Mount Elbrus weather: what is the best season for climbing Mount Elbrus?


The window for climbing Mount Elbrus is pretty small. It is only possible to climb the Roof of Europe when the days are longer in the Northern Hemisphere. From May to September it is possible to climb Mount Elbrus. If you are looking for the most favorable weather conditions for climbing Mount Elbrus then you should consider traveling to the Russian Caucasus in July or August.


Climbing Mount Elbrus: what to expect and accommodation


North

The Northern Route, as mentioned before, offers a more expedition-style feeling of climbing Mount Elbrus. You will find the most comfortable huts and shelters in Severny Priyut Camp but other than that the accommodation is pretty basic. Think of sea containers and other steel structures that will keep you safe from the elements. If you are joining Vitaly, then you will be staying in tents the whole way. Believe us, it's more comfortable.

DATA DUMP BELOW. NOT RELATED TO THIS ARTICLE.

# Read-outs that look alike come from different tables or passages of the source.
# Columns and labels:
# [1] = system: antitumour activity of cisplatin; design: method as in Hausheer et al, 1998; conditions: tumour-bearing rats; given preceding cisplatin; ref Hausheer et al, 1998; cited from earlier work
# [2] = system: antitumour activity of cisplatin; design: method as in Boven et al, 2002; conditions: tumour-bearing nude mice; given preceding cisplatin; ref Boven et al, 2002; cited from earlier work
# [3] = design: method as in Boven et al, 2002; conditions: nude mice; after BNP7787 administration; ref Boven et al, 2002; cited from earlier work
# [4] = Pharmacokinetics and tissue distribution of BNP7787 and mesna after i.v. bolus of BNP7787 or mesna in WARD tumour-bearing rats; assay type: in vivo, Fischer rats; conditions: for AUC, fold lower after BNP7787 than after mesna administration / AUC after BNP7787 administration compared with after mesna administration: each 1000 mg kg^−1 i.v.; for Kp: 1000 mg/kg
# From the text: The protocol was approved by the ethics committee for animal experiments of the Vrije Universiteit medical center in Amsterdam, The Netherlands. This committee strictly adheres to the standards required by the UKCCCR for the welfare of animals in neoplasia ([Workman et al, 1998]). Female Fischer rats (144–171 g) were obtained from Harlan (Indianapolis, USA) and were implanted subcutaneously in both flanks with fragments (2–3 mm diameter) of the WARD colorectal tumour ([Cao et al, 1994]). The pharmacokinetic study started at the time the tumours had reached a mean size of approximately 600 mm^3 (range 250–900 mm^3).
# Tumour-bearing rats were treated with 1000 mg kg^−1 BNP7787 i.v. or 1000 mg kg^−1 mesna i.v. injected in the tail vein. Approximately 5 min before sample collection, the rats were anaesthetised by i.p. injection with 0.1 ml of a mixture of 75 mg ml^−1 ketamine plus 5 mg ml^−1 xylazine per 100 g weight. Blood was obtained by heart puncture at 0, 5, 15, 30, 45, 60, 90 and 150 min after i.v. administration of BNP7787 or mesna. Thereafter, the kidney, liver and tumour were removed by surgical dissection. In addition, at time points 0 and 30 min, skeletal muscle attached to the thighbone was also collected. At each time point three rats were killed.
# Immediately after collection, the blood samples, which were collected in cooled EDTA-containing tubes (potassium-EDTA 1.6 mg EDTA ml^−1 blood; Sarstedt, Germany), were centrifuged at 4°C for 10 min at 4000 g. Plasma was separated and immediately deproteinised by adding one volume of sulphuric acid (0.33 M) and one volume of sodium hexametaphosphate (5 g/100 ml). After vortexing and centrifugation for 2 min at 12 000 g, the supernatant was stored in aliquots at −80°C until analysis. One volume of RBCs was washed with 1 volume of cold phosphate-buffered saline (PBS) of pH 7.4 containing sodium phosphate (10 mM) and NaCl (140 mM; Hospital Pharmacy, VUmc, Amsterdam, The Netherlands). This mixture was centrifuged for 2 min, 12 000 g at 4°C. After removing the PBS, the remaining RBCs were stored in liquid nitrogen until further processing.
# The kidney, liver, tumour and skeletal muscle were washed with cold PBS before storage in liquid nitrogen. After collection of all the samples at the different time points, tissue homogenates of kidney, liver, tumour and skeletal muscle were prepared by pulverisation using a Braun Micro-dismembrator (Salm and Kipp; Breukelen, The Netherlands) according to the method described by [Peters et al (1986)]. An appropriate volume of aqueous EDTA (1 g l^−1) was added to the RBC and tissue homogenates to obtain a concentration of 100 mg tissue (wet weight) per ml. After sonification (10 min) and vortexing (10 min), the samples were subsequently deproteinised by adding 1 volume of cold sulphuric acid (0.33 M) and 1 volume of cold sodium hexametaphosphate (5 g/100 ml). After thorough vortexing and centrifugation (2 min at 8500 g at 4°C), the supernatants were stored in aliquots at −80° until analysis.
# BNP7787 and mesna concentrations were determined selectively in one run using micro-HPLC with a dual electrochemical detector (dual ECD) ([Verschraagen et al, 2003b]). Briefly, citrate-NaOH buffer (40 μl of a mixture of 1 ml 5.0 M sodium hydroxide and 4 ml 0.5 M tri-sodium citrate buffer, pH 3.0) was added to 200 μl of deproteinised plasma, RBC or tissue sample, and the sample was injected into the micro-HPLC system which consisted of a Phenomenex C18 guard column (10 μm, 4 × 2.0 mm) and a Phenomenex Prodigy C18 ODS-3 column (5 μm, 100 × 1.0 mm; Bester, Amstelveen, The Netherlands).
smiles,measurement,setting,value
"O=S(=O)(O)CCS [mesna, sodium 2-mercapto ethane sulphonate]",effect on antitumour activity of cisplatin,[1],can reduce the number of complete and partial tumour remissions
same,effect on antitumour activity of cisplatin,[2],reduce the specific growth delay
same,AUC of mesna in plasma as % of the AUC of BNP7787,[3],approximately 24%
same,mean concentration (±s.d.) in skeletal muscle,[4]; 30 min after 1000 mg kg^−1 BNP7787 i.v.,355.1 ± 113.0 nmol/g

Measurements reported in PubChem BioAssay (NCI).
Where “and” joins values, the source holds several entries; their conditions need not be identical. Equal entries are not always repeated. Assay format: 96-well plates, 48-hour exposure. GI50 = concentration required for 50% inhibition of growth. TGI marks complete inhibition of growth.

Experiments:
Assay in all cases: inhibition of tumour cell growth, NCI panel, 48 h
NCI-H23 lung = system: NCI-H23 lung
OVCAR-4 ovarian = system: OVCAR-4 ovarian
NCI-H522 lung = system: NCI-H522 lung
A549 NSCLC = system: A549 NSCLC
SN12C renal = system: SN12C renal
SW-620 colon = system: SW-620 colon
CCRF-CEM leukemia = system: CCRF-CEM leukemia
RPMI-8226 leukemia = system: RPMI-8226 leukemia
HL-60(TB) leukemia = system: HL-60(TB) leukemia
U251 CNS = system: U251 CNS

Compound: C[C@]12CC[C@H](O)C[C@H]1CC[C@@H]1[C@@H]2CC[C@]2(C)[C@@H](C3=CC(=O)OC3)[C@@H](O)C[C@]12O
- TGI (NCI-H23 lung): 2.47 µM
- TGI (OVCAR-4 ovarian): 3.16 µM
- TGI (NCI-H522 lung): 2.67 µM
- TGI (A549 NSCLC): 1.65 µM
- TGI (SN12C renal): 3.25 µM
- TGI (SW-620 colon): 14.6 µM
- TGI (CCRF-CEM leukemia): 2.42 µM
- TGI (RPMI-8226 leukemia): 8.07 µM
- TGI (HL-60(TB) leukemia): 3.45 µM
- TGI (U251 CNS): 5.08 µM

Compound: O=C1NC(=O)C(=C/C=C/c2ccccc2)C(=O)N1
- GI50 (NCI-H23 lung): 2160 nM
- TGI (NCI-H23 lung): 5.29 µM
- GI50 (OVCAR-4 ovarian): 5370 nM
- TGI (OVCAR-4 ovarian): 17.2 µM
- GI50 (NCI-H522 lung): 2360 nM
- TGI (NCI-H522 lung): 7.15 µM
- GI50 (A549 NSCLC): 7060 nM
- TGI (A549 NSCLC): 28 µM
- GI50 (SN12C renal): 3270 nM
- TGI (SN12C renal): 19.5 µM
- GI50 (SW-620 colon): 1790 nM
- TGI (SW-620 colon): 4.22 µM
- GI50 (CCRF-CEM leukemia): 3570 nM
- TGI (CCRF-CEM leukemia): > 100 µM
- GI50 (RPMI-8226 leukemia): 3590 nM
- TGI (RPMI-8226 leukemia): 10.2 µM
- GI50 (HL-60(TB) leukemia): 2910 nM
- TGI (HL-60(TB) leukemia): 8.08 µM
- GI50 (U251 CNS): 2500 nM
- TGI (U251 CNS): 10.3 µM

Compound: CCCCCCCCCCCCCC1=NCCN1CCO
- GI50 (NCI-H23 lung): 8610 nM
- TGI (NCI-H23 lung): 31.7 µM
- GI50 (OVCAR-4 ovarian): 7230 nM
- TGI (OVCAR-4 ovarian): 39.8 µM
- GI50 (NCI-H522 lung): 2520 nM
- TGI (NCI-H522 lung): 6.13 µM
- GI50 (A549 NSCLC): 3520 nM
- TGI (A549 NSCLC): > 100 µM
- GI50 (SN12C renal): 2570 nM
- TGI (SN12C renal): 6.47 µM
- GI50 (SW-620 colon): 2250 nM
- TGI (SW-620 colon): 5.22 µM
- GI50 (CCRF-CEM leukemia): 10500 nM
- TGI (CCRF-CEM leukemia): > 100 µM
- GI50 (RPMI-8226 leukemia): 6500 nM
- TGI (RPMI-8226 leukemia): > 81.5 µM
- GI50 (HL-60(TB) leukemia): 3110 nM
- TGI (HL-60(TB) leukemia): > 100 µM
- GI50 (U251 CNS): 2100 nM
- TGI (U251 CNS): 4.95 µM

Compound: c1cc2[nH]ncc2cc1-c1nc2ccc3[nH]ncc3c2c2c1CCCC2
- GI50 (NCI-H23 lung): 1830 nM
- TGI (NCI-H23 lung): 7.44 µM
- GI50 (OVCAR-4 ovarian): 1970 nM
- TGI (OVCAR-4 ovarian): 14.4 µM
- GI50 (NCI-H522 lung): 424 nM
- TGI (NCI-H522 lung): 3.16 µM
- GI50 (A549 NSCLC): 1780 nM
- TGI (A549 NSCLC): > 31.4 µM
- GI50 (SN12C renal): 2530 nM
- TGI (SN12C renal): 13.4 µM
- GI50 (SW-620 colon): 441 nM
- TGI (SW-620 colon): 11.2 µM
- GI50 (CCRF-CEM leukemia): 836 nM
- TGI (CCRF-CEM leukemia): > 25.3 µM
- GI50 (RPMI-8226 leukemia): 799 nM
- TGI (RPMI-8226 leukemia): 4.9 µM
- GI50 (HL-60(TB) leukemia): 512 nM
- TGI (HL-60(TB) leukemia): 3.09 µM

South

On the Southern Route you can expect more comfort with even the option to stay in the luxurious LeapRus, the eco-hotel which is equipped with comfortable bunk beds, modern showers, plenty of food in buffet style, WiFi and fantastic views over the Caucasus. This may not be a hardcore mountaineering option, but it definitely is very comfortable. The other huts on the Southern route are also comfortably equipped, but not as luxurious as the LeapRus mountain camp.


What should I pack for my Mount Elbrus expedition?


According to Vitaly Lazo and Mountain Territory, you should bring the following items when you want to climb Mount Elbrus.
- 60+ liters’ backpack
- Sleeping bag for -5? (comfort temperature)
-Mattress (like thermarest)

Clothing:
- Thin thermal underwear, 1 set
- Warm thermal underwear, 1 set
- Softshell trousers (or any running or trekking ones)